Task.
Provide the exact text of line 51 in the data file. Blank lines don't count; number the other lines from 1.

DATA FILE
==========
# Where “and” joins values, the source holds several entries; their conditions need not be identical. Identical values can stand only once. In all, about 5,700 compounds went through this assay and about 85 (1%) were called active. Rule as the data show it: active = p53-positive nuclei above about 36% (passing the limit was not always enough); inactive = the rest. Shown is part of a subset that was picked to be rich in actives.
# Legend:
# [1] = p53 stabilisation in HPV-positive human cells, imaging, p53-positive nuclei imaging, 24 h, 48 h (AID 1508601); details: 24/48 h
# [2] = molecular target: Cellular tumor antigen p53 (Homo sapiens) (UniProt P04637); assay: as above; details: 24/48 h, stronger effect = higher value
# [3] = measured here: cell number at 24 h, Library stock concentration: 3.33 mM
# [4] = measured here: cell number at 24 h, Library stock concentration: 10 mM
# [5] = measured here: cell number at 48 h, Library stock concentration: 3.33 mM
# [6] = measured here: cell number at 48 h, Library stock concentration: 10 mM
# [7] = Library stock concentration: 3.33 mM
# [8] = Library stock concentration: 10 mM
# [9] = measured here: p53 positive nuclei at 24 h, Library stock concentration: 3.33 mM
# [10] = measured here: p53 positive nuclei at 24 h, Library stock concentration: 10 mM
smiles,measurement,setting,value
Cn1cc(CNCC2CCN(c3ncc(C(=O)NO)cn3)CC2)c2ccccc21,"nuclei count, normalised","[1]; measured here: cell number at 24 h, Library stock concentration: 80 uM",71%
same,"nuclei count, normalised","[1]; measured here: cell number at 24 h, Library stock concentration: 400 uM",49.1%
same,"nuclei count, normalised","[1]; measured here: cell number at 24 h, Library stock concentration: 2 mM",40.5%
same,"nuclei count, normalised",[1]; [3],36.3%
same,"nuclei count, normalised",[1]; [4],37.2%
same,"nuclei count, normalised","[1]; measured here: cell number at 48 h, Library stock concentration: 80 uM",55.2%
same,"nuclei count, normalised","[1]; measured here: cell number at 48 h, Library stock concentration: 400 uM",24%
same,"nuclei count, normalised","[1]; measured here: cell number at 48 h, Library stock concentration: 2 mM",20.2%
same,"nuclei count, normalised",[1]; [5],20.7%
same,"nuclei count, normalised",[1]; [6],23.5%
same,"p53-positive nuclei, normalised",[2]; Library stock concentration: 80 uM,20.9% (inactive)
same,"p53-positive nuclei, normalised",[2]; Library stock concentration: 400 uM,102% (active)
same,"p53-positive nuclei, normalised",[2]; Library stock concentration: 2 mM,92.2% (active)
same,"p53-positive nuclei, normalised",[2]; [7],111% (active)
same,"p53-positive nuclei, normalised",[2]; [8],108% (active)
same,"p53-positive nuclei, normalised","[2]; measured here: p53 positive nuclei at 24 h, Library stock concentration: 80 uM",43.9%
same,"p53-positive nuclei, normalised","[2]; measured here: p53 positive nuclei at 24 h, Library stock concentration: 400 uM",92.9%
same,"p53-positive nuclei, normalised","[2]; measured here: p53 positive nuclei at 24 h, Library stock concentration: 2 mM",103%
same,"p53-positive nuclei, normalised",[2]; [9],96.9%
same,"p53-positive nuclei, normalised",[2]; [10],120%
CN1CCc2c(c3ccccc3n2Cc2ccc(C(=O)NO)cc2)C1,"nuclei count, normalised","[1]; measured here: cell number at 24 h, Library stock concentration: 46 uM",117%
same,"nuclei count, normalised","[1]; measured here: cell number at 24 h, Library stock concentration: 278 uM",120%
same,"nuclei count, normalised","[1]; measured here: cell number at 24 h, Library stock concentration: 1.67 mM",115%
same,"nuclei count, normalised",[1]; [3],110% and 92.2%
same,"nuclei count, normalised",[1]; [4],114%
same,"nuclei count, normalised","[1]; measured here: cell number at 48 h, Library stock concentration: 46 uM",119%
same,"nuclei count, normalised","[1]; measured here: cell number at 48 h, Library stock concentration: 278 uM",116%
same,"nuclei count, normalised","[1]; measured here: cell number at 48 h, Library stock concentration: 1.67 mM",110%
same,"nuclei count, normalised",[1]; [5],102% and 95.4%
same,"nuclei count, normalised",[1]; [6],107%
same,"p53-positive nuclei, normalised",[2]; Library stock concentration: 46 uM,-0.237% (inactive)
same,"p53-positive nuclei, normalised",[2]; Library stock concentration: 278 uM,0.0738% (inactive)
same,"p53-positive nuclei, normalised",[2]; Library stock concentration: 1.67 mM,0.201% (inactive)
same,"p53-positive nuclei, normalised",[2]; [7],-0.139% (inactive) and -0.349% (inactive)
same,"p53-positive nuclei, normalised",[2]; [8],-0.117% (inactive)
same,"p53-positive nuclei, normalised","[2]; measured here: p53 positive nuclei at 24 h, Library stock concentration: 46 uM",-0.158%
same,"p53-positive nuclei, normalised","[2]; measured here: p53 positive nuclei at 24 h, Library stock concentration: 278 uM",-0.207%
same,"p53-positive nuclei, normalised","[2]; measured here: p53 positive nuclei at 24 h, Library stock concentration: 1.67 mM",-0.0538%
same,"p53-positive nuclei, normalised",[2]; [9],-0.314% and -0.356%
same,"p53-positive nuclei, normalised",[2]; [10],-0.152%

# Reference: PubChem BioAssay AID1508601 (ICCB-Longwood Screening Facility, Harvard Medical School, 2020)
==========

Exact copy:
same,"p53-positive nuclei, normalised","[2]; measured here: p53 positive nuclei at 24 h, Library stock concentration: 1.67 mM",-0.0538%